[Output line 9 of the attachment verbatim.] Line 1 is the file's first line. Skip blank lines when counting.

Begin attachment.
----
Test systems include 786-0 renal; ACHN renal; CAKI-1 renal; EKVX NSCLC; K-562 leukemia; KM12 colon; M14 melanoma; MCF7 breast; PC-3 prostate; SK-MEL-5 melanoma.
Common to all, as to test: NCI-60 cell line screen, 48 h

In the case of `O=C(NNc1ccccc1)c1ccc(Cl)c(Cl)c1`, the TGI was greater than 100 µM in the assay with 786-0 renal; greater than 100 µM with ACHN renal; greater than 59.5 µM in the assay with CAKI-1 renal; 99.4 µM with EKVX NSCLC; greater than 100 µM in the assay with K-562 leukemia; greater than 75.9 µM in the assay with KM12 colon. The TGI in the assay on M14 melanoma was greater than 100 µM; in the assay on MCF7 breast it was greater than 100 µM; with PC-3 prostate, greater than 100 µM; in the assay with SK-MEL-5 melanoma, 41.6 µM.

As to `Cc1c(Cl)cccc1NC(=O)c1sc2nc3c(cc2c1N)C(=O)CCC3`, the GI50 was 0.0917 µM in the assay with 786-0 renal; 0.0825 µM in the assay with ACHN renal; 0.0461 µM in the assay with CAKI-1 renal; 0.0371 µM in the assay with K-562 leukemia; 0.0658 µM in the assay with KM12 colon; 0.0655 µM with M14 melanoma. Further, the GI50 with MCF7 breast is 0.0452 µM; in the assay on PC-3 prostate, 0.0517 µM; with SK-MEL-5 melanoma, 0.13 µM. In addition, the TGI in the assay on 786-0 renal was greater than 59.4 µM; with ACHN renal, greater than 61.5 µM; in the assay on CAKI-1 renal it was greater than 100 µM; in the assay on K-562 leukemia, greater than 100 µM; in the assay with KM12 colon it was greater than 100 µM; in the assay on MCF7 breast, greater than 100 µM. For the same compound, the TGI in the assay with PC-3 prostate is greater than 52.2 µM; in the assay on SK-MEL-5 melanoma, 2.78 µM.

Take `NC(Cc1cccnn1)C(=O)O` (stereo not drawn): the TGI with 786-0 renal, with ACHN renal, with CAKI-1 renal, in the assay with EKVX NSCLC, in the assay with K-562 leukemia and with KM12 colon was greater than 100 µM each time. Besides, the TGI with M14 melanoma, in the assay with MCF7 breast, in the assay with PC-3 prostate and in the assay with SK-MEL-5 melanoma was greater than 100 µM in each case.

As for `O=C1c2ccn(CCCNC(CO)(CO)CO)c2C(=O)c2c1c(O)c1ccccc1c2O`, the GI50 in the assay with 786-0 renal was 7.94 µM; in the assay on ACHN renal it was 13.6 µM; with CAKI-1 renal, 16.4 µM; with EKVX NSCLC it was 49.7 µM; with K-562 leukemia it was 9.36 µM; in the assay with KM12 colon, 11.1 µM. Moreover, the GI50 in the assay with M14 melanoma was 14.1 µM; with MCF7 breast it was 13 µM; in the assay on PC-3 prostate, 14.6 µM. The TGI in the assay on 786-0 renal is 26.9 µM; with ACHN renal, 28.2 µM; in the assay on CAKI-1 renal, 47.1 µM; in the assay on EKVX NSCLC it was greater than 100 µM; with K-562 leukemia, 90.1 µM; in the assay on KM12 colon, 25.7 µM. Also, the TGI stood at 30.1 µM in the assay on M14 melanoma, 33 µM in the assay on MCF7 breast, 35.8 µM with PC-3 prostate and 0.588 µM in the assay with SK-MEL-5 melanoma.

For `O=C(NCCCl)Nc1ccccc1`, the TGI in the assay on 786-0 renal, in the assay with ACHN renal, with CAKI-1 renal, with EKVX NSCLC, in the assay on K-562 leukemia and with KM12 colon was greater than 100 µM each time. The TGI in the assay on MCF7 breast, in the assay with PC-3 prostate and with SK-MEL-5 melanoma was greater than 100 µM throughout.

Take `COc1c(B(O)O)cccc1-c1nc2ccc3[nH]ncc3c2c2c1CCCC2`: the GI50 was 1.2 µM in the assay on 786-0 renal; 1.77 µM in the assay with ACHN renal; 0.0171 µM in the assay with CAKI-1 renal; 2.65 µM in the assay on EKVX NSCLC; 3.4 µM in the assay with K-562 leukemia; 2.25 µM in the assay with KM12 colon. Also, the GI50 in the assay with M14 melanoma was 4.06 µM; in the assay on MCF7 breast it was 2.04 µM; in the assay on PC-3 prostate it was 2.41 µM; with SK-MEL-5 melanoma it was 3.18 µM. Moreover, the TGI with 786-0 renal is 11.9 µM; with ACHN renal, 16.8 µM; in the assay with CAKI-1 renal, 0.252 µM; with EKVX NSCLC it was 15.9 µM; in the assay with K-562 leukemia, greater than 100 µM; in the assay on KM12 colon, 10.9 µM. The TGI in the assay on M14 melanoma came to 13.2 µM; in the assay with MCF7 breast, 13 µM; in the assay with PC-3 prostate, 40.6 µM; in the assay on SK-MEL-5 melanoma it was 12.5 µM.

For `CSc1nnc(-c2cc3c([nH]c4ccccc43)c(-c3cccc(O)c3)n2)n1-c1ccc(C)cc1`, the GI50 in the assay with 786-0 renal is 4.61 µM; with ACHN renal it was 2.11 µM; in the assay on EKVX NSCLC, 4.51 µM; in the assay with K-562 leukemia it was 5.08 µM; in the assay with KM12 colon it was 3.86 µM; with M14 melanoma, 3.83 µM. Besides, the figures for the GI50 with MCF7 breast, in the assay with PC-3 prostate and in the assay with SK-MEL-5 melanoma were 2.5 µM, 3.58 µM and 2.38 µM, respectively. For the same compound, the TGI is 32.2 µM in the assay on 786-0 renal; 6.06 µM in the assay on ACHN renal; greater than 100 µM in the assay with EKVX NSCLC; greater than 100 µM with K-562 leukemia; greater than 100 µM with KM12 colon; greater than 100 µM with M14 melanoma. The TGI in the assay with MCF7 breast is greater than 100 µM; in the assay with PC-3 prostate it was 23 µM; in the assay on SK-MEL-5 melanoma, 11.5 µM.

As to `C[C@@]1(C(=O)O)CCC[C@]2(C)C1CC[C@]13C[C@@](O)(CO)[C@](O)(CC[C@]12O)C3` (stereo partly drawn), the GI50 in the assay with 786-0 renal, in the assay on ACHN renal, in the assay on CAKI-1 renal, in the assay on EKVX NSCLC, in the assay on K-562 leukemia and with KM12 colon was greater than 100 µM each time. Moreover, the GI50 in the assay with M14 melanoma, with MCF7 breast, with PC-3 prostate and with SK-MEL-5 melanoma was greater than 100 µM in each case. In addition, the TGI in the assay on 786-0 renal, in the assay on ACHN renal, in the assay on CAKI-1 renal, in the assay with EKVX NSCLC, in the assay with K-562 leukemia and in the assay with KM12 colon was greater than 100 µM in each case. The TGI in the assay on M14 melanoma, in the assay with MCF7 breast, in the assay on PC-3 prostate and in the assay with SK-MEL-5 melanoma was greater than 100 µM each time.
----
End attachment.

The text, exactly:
For `CSc1nnc(-c2cc3c([nH]c4ccccc43)c(-c3cccc(O)c3)n2)n1-c1ccc(C)cc1`, the GI50 in the assay with 786-0 renal is 4.61 µM; with ACHN renal it was 2.11 µM; in the assay on EKVX NSCLC, 4.51 µM; in the assay with K-562 leukemia it was 5.08 µM; in the assay with KM12 colon it was 3.86 µM; with M14 melanoma, 3.83 µM. Besides, the figures for the GI50 with MCF7 breast, in the assay with PC-3 prostate and in the assay with SK-MEL-5 melanoma were 2.5 µM, 3.58 µM and 2.38 µM, respectively. For the same compound, the TGI is 32.2 µM in the assay on 786-0 renal; 6.06 µM in the assay on ACHN renal; greater than 100 µM in the assay with EKVX NSCLC; greater than 100 µM with K-562 leukemia; greater than 100 µM with KM12 colon; greater than 100 µM with M14 melanoma. The TGI in the assay with MCF7 breast is greater than 100 µM; in the assay with PC-3 prostate it was 23 µM; in the assay on SK-MEL-5 melanoma, 11.5 µM.